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Hoffmann, R. A wiki for the life sciences where authorship matters. Nature Genetics (2008)

Immunochemical analysis of the alpha-subunit of the stimulatory G-protein of adenylyl cyclase in patients with Albright's hereditary osteodystrophy.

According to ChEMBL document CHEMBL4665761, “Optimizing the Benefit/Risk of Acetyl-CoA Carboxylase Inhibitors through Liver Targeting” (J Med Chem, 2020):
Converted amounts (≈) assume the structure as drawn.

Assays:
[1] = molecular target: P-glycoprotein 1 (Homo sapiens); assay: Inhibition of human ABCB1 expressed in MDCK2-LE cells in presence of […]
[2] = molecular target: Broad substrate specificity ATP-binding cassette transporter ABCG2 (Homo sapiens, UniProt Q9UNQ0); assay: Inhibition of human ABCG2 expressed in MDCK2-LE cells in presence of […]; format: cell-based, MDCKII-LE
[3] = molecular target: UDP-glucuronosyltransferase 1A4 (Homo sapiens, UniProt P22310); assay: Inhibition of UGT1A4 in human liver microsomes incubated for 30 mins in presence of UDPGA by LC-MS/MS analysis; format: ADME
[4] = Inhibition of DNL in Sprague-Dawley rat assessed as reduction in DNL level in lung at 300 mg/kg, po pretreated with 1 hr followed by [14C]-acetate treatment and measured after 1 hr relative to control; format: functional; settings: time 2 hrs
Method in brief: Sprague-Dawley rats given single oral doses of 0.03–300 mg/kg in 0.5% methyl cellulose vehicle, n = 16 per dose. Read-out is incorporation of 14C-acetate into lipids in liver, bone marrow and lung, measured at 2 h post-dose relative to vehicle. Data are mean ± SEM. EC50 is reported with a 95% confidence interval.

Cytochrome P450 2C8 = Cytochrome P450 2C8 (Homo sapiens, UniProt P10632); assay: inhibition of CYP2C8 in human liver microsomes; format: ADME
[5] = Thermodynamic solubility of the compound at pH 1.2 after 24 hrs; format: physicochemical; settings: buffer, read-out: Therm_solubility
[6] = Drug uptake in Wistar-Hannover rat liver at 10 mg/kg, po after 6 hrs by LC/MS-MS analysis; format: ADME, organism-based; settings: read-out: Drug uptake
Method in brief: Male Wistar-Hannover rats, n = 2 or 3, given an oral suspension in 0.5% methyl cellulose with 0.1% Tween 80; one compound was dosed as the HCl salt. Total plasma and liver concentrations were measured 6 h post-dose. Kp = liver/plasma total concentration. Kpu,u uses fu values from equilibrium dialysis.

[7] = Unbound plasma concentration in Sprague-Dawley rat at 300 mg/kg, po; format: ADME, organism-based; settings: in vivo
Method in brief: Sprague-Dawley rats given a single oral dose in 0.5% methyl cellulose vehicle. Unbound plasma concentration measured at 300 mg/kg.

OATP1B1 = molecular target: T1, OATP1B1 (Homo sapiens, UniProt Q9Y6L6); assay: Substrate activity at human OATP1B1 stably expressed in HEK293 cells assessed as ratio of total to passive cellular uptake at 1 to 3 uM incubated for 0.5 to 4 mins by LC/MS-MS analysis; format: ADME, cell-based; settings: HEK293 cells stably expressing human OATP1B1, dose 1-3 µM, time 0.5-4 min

Albright's hereditary osteodystrophy (AHO) is an autosomal dominant disorder characterized by an unusual phenotypic appearance and reduced biological activity of the alpha-subunit of the stimulatory G-protein of adenylyl cyclase (Gs alpha). In most AHO patients deficient Gs alpha activity is associated with generalized target organ resistance to hormones that act via stimulation of adenylyl cyclase. This form of the disorder is termed pseudohypoparathyroidism type Ia ( PHP Ia). By contrast, other patients with Gs alpha deficiency fail to demonstrate clinical evidence of hormone resistance and are considered to have the related disorder pseudopseudohypoparathyroidism (pseudoPHP). Previous studies demonstrating deficient Gs alpha bioactivity in cell membranes from patients with AHO used functional assays that were unable to distinguish between reduced amounts of normal Gs alpha protein and normal amounts of defective Gs alpha protein. In the present study we used specific Gs alpha antisera to analyze immunoactive Gs alpha protein in erythrocyte and fibroblast membranes from 20 patients with AHO who had either normal or reduced levels of Gs alpha mRNA. Cell membranes were subjected to immunoblot analysis using Gs alpha antisera developed against synthetic peptides corresponding to amino acid sequences in the amino- or carboxyl-terminus of the Gs alpha molecule. Fibroblast membranes from patients with AHO who had reduced or normal levels of Gs alpha mRNA contained both the 45- and 52-kDa forms of the Gs alpha protein in quantities that were significantly less [mean +/- SE, 52 +/- 6%; (n = 8) for reduced mRNA and 35 +/- 19% (n = 2) for normal mRNA, percentage of control values] than those present in membranes from normal subjects. Similar reductions were found in the level of the 45-kDa form of Gs alpha in erythrocyte membranes from all AHO patients studied [40 +/- 4% (mean +/- SE) of control values]. No abnormal forms of Gs alpha protein were detected. Cell membranes from patients with PHP type Ia and from patients with pseudoPHP contained levels of immunoactive Gs alpha that were equivalently reduced (43 +/- 4% vs. 42 +/- 5%, respectively). By contrast, erythrocyte membranes from patients with PHP type Ib, who have normal Gs alpha activity, had normal levels of Gs alpha immunoactivity (101 +/- 7%). These results indicate that most patients with AHO have reduced levels of Gs alpha protein as the basis for deficient Gs alpha bioactivity.[1]


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